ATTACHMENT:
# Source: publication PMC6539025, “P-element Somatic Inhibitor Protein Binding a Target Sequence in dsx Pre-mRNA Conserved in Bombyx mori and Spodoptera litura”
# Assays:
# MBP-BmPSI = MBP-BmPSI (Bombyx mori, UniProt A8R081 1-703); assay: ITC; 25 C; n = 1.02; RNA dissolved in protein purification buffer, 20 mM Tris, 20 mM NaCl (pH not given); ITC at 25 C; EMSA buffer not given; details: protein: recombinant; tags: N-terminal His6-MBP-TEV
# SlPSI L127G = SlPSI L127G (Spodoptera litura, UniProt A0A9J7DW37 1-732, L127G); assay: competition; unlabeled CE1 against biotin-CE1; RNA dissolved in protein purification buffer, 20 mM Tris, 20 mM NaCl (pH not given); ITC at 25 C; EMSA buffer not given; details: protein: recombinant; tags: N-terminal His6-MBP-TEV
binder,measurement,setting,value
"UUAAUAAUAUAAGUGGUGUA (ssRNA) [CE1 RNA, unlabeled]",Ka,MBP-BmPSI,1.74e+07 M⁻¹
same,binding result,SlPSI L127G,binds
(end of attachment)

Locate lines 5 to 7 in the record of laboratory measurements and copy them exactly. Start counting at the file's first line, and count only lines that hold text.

binder,measurement,setting,value
"UUAAUAAUAUAAGUGGUGUA (ssRNA) [CE1 RNA, unlabeled]",Ka,MBP-BmPSI,1.74e+07 M⁻¹
same,binding result,SlPSI L127G,binds